Nowhere Girl: A Memoir of a Fugitive Childhood
“a gripping ride”
Like Tara Westover’s Educated, Cheryl Diamond’s memoir tells the harrowing story of how crippling a childhood can be under the despotic narcissistic rule of a controlling father. Diamond’s father is a different kind of survivalist than Westover’s, but what they have in common is a powerful hold of loyalty and love over their daughters despite their cruel, abusive behavior.
While Westover eventually finds her freedom through books, through education, Diamond finds in from deep inside herself. Along the way, she takes the reader on a gripping ride of constantly fleeing from country to county. What has her father done to merit such extreme evasive precautions? What risks does he face if caught? And who is chasing him anyway?
The answers to these questions don’t live up to the breathless tension of an outlaw life, a let-down after all the build-up to the mystery. What remains, however, is more important: Diamond’s powerful descriptions of life on the run, living lie after lie, and the corrosive effect this has on her and her family. Each chapter is headed by Diamond’s age and current place of residence, starting with the vivid memories of a four-year-old:
“I hear Dad register under a different name than the one we used at our last stop. His favorites include Cash, Sterling, and Gold. It can never match the name in our blue passports, the five of which Dad keeps on him at all times. I know it’s all so we don’t leave a trail, although why that’s important isn’t clear to me. It’s so ingrained that I never question it. The same way I know to be silent at all times when around immigration officials, border security, or anyone even vaguely resembling a cop. I know my father’s laws by heart, because it’s what we all believe. Always be loyal to our family . . . Trust no one . . . And be a criminal—but be a noble one. These are the rules we live by. An unbreakable outlaw code.”
It’s no surprise that Dad turns out to be not such a noble criminal. And the family loyalty he touts so loudly turns out not to be the Holy Grail his daughter thought. Getting to these discoveries, the dawning awareness that rises up in Diamond provides the true core of this story. Along the way, she pays a heavy price, fighting hard to keep her family together, pushing herself to be the perfect daughter who will finally earn her father’s love and approval. It’s a need so familiar as to be a cliché of memoir, but Diamond does a good job of showing the spell her father weaves.
There comes a point in the family’s travels when the father decides his family should become Jewish. Not out of admiration for the religion or history (that he reserves for the Sikh faith he brings up his three children in), but out of one of the ugliest and oldest canards of anti-Semitism.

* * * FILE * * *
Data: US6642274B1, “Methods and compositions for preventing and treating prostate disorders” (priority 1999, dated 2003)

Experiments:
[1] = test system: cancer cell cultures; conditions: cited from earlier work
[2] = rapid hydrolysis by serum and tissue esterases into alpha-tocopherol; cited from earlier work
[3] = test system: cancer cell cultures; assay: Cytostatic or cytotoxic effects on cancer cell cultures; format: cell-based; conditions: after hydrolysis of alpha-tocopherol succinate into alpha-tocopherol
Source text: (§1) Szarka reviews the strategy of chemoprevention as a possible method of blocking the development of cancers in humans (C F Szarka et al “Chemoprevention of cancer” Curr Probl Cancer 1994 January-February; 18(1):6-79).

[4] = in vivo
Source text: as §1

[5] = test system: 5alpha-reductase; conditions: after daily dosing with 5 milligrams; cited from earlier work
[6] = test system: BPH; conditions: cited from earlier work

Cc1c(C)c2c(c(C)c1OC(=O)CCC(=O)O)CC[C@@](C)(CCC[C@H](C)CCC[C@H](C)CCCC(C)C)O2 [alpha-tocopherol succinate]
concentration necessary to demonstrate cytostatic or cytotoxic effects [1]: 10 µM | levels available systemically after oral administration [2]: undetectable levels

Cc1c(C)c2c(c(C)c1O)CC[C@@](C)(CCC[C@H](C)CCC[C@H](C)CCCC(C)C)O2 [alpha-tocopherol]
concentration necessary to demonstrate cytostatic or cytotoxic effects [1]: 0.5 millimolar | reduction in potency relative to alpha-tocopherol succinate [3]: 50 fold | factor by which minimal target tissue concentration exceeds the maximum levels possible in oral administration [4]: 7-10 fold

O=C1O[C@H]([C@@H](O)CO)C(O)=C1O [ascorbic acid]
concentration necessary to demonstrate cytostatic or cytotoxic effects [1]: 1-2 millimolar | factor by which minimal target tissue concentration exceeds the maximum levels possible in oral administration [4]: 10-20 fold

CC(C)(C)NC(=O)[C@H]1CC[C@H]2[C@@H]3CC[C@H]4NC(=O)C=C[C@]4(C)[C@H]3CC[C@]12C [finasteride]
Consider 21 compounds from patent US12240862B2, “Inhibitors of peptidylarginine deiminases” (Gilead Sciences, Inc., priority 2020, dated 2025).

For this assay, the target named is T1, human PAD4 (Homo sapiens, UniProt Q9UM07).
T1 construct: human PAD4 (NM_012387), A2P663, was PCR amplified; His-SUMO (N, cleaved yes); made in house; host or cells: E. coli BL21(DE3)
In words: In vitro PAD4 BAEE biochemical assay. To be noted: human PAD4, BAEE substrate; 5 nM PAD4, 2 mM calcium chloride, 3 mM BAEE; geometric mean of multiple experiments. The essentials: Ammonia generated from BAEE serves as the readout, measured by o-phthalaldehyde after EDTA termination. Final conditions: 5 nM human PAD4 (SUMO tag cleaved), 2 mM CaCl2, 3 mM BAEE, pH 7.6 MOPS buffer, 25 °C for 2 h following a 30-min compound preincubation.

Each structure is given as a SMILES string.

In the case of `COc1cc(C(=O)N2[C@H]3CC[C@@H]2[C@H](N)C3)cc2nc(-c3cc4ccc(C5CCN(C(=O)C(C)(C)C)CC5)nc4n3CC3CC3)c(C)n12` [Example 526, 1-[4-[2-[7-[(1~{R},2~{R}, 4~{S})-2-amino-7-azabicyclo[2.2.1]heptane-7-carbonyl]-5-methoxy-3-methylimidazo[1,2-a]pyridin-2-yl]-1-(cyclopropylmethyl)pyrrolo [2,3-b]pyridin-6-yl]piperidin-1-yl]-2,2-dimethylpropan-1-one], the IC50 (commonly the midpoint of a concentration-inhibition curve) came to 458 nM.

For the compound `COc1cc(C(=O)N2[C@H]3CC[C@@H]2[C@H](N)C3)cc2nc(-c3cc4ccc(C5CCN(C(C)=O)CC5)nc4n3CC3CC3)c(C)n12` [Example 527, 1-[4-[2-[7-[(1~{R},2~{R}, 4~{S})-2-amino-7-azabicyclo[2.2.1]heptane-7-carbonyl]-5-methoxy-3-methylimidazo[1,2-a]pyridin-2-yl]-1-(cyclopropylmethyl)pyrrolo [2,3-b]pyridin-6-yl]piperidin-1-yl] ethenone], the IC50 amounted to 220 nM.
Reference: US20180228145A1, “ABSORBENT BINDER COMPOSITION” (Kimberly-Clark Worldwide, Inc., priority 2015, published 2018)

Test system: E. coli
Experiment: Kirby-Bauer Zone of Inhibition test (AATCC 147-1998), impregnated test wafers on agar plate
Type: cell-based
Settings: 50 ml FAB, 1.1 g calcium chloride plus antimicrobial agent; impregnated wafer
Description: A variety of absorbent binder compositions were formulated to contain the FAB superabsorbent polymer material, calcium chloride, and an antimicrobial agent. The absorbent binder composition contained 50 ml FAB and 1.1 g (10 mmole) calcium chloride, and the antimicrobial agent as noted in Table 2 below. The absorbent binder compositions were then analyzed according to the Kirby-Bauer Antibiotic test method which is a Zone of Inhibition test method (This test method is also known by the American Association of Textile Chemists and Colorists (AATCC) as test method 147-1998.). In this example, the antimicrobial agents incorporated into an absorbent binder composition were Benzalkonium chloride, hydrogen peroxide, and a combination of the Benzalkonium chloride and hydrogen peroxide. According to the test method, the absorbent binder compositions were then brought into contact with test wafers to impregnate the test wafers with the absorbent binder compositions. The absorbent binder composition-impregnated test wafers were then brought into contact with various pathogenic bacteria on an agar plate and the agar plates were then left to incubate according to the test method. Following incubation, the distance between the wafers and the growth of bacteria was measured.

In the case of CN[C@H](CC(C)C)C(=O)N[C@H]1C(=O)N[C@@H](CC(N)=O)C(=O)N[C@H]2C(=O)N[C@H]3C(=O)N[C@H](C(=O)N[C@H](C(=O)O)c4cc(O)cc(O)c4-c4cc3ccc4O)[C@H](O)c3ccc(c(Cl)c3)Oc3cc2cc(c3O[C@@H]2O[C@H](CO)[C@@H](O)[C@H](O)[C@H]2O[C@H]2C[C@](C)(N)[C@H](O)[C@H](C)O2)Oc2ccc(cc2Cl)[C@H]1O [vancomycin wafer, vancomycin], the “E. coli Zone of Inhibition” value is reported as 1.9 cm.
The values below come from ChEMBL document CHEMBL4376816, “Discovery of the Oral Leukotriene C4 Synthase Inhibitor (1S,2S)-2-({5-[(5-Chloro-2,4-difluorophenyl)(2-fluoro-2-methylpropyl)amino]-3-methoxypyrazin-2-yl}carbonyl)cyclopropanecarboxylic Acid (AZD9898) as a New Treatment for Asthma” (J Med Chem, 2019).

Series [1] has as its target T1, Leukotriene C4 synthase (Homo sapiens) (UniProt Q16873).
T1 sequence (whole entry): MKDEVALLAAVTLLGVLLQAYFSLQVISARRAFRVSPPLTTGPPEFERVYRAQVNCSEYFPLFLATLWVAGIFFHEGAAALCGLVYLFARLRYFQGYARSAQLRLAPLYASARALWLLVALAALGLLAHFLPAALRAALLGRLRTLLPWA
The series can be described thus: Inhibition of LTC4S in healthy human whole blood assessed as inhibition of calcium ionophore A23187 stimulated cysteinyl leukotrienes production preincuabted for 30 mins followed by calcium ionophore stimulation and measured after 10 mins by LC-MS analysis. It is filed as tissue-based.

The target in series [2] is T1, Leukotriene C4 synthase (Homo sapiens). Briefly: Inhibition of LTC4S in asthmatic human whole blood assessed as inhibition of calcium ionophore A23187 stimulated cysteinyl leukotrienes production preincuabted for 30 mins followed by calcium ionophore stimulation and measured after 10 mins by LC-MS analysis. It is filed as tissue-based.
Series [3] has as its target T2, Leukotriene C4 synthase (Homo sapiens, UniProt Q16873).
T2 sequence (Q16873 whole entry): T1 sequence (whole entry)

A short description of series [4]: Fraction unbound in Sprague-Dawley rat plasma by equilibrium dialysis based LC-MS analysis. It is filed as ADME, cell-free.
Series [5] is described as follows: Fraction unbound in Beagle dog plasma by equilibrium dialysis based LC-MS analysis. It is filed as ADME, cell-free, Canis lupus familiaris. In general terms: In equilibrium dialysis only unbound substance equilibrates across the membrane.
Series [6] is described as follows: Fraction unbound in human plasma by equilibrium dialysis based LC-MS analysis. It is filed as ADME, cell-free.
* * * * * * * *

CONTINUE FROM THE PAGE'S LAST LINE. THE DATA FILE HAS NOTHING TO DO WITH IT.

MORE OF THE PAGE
Diamond, sadly, doesn’t bring to bear any adult wisdom to her descriptions of this, as she does in other instances of her father’s bad choices. By not doing so, she lets stand unquestioned her father’s reasons. There’s no “conversion” process here, of course. The family simply takes on a “Jewish name” and identity, the kids are sent to a Jewish day school, the family joins a synagogue—Diamond is even bat mitzvahed. All because “Dad stumbled across the idea that Jewish people dominate the world financial markets.” An active gold trader, the father wants access to this cabal. Here’s hoping readers don’t take the father’s reasons as valid, but it’s worrisome that some might. And Diamond has done absolutely nothing to correct the insidious assertion, not even mentioning how of course “being Jewish” doesn’t end up helping her father in his quest for financial power.
This is a big flaw in the book, especially now, as anti-Semitic attacks are on the rise and even members of Congress talk about Jews controlling lasers from space to infect the planet with Covid so as to profit from the vaccines their companies will sell. It’s disturbing that nobody in the editorial process thought to flag this, to provide some correction to the father’s anti-Semitic trope. Since they haven’t, this reviewer feels it necessary to do so.
Still, Diamond has a powerful story to tell, and she tells it well, creating strong characters and settings, describing the complicated motivations of her parents and older siblings, all while conveying her yearning for “normalcy,” whatever that is. As she watches other kids her age, she thinks: “I suppose it all boils down to this: I know how to survive and they know how to live.” This contrast with normal life, normal skills, runs deep through the book. As cracks in her family erupt, she writes:
“I look at the door to the room of the sister I despise. And just steps away, the door to the mother I must protect. Below is the father I adore and fear. And outside is a world I don’t really know or understand. What normal people do, and what they might do to me is beyond my range of experience. I only know how to wow them or con them.”
Diamond’s story is one of the family as oppressive, controlling cult. The tension isn’t whether the father will be caught by whomever is chasing him, but whether the daughter will break away from the web of lies that have been woven tightly around her. How does one recognize truth from fiction? And how does one escape one’s childhood? Diamond raises as many questions as she answers, as the best books do.